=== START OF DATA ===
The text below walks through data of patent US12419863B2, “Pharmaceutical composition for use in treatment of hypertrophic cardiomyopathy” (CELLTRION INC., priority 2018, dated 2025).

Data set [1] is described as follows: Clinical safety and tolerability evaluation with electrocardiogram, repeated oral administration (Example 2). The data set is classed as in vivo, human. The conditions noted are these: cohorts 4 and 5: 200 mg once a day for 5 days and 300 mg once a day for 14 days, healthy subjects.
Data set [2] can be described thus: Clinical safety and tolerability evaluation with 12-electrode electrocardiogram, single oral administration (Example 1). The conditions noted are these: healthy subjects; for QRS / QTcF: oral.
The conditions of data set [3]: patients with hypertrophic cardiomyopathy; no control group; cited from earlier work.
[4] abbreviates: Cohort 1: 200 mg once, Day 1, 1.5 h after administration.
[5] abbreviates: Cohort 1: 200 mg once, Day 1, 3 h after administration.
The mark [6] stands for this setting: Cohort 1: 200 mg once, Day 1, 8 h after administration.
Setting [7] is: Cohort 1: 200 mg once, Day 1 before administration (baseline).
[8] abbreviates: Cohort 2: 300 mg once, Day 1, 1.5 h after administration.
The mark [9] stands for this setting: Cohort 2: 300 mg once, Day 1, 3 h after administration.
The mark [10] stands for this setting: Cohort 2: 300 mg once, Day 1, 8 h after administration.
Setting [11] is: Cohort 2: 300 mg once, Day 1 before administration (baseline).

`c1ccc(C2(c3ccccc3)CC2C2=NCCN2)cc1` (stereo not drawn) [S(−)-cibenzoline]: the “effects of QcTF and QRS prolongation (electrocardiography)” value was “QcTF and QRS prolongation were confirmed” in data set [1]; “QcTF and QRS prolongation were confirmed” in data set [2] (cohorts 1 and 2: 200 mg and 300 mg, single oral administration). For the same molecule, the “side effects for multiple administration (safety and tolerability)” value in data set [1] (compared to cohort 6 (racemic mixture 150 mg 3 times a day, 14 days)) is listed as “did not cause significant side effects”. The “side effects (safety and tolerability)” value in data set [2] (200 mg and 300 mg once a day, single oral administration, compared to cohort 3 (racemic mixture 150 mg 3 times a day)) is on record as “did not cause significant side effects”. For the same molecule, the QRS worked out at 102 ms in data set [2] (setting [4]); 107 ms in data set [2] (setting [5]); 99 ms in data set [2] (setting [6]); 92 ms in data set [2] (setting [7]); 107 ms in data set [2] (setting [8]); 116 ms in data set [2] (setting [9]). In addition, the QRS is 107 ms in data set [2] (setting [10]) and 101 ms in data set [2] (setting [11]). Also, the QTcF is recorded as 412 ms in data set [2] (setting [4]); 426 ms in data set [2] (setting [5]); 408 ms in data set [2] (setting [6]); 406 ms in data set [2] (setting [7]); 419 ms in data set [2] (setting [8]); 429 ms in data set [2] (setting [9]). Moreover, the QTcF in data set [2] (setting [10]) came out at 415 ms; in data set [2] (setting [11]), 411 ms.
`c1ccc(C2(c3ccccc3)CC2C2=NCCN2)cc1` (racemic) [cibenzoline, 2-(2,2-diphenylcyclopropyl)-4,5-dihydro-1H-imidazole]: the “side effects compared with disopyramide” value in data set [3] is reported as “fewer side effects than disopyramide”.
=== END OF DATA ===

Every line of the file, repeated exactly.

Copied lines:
The text below walks through data of patent US12419863B2, “Pharmaceutical composition for use in treatment of hypertrophic cardiomyopathy” (CELLTRION INC., priority 2018, dated 2025).

Data set [1] is described as follows: Clinical safety and tolerability evaluation with electrocardiogram, repeated oral administration (Example 2). The data set is classed as in vivo, human. The conditions noted are these: cohorts 4 and 5: 200 mg once a day for 5 days and 300 mg once a day for 14 days, healthy subjects.
Data set [2] can be described thus: Clinical safety and tolerability evaluation with 12-electrode electrocardiogram, single oral administration (Example 1). The conditions noted are these: healthy subjects; for QRS / QTcF: oral.
The conditions of data set [3]: patients with hypertrophic cardiomyopathy; no control group; cited from earlier work.
[4] abbreviates: Cohort 1: 200 mg once, Day 1, 1.5 h after administration.
[5] abbreviates: Cohort 1: 200 mg once, Day 1, 3 h after administration.
The mark [6] stands for this setting: Cohort 1: 200 mg once, Day 1, 8 h after administration.
Setting [7] is: Cohort 1: 200 mg once, Day 1 before administration (baseline).
[8] abbreviates: Cohort 2: 300 mg once, Day 1, 1.5 h after administration.
The mark [9] stands for this setting: Cohort 2: 300 mg once, Day 1, 3 h after administration.
The mark [10] stands for this setting: Cohort 2: 300 mg once, Day 1, 8 h after administration.
Setting [11] is: Cohort 2: 300 mg once, Day 1 before administration (baseline).

`c1ccc(C2(c3ccccc3)CC2C2=NCCN2)cc1` (stereo not drawn) [S(−)-cibenzoline]: the “effects of QcTF and QRS prolongation (electrocardiography)” value was “QcTF and QRS prolongation were confirmed” in data set [1]; “QcTF and QRS prolongation were confirmed” in data set [2] (cohorts 1 and 2: 200 mg and 300 mg, single oral administration). For the same molecule, the “side effects for multiple administration (safety and tolerability)” value in data set [1] (compared to cohort 6 (racemic mixture 150 mg 3 times a day, 14 days)) is listed as “did not cause significant side effects”. The “side effects (safety and tolerability)” value in data set [2] (200 mg and 300 mg once a day, single oral administration, compared to cohort 3 (racemic mixture 150 mg 3 times a day)) is on record as “did not cause significant side effects”. For the same molecule, the QRS worked out at 102 ms in data set [2] (setting [4]); 107 ms in data set [2] (setting [5]); 99 ms in data set [2] (setting [6]); 92 ms in data set [2] (setting [7]); 107 ms in data set [2] (setting [8]); 116 ms in data set [2] (setting [9]). In addition, the QRS is 107 ms in data set [2] (setting [10]) and 101 ms in data set [2] (setting [11]). Also, the QTcF is recorded as 412 ms in data set [2] (setting [4]); 426 ms in data set [2] (setting [5]); 408 ms in data set [2] (setting [6]); 406 ms in data set [2] (setting [7]); 419 ms in data set [2] (setting [8]); 429 ms in data set [2] (setting [9]). Moreover, the QTcF in data set [2] (setting [10]) came out at 415 ms; in data set [2] (setting [11]), 411 ms.
`c1ccc(C2(c3ccccc3)CC2C2=NCCN2)cc1` (racemic) [cibenzoline, 2-(2,2-diphenylcyclopropyl)-4,5-dihydro-1H-imidazole]: the “side effects compared with disopyramide” value in data set [3] is reported as “fewer side effects than disopyramide”.